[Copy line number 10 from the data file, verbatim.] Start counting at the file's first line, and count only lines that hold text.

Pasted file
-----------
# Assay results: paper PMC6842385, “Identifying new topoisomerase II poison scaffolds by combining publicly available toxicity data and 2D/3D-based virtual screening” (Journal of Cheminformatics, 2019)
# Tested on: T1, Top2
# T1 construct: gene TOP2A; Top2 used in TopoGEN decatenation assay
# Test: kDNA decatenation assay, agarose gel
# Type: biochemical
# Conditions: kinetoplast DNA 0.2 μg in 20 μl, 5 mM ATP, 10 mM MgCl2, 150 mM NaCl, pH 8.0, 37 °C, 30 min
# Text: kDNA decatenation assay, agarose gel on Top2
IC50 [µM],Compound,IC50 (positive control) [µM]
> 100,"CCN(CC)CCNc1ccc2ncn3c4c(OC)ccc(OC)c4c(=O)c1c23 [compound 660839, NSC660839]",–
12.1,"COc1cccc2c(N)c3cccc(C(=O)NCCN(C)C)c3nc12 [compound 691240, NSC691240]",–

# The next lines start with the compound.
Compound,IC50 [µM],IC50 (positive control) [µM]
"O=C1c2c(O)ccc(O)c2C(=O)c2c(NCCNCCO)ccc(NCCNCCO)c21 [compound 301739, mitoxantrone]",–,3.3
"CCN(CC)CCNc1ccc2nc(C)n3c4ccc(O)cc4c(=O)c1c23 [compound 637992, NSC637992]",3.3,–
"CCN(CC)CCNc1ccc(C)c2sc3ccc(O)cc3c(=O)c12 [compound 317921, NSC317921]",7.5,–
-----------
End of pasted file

12.1,"COc1cccc2c(N)c3cccc(C(=O)NCCN(C)C)c3nc12 [compound 691240, NSC691240]",–